Syphilis in the Library

Special Collections recently discovered that the University of Glasgow possesses perhaps the third strongest collection in the United Kingdom of printed works on syphilis before the early nineteenth century, containing many extremely rare medical treatises, some of which are unique in Britain.

This excellent collection has flown under the radar until now due to its being poorly catalogued and dispersed throughout several collections, making it difficult for researchers to access this material. In terms of number, depth, and variety the collection ranges from the earliest syphilis incunabula at the end of the fifteenth century to dissertations and debates on whether syphilis and gonorrhoea were separate diseases—a debate in which Scottish surgeons, principally John Hunter and Benjamin Bell, took centre stage.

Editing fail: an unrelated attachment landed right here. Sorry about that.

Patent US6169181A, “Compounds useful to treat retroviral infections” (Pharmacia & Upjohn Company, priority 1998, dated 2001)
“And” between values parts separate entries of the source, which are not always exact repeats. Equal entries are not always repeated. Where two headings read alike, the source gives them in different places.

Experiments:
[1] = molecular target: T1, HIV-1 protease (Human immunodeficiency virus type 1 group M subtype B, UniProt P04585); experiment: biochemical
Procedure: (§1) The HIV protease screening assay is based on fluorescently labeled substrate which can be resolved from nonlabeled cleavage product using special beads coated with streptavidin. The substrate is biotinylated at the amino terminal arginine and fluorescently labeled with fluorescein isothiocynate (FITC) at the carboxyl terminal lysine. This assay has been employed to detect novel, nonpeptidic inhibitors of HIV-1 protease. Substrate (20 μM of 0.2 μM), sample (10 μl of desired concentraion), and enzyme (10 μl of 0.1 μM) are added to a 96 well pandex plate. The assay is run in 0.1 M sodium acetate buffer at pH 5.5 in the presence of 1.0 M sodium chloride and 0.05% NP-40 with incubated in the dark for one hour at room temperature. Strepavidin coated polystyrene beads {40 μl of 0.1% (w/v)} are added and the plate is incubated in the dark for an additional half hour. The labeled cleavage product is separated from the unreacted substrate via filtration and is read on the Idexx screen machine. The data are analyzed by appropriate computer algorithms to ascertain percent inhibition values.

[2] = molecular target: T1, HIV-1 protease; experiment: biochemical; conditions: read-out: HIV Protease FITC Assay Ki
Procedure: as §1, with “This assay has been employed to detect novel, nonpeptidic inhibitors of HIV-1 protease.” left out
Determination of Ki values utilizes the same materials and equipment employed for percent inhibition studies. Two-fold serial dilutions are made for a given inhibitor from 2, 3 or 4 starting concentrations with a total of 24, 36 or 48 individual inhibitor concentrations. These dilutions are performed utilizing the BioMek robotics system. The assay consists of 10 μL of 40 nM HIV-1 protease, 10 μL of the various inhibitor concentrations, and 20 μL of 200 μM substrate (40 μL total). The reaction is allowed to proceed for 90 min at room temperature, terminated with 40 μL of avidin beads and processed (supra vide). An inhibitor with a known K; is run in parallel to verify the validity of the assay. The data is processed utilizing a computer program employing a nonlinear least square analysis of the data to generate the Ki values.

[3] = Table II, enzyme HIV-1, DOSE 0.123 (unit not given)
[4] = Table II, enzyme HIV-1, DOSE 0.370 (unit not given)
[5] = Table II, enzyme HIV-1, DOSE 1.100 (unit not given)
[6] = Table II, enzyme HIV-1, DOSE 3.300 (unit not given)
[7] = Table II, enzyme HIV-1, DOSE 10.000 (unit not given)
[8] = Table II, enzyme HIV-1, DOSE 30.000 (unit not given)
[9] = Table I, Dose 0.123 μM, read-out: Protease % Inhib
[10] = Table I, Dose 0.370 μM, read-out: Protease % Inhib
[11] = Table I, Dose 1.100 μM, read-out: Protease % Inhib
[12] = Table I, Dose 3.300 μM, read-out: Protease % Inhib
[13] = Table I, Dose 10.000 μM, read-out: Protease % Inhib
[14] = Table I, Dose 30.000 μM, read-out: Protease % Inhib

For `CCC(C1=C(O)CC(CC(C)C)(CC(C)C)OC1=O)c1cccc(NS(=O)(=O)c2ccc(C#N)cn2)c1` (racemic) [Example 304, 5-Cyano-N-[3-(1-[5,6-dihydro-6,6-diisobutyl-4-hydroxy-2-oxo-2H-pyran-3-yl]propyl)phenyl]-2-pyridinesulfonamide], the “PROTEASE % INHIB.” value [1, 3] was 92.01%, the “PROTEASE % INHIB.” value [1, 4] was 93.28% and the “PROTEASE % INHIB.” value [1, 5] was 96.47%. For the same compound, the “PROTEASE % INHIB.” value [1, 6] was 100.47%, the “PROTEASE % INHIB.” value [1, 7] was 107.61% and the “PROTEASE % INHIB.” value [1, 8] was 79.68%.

Recognising the significance of this collection in aiding research in the medical humanities, funding was obtained from the Wellcome Trust to have these ca. 250 items catalogued to international standards to aid academic researchers in discovering this material. We will also be creating a web-based teaching resource and hosting a one day event to promote this collection.

The Wellcome Trust was founded in 1936 by Sir Henry Wellcome and has been committed to improving human health and driving research in science and the humanities ever since. You can find out more about the history of the Trust here.

With incidences of syphilis on the rise in several countries today, the words of William Fordyce in his 1767 work A Review of the Venereal Disease and its Remedies on ‘The present state of the pox’ are still relevant and very delicately put.

The opinion of WIlliam Fordyce on whether or not numbers of cases of syphilis are on the decline (Sp Coll Bi8-f.12; item 4 of 7)

The opinion of WIlliam Fordyce on whether or not numbers of cases of syphilis are on the decline

If you would like to know more about the project, or are interested in taking part in any upcoming event, just get in touch (sonny.maley[at]glasgow.ac.uk). There will be further blogs on the progress of the project over the coming months.



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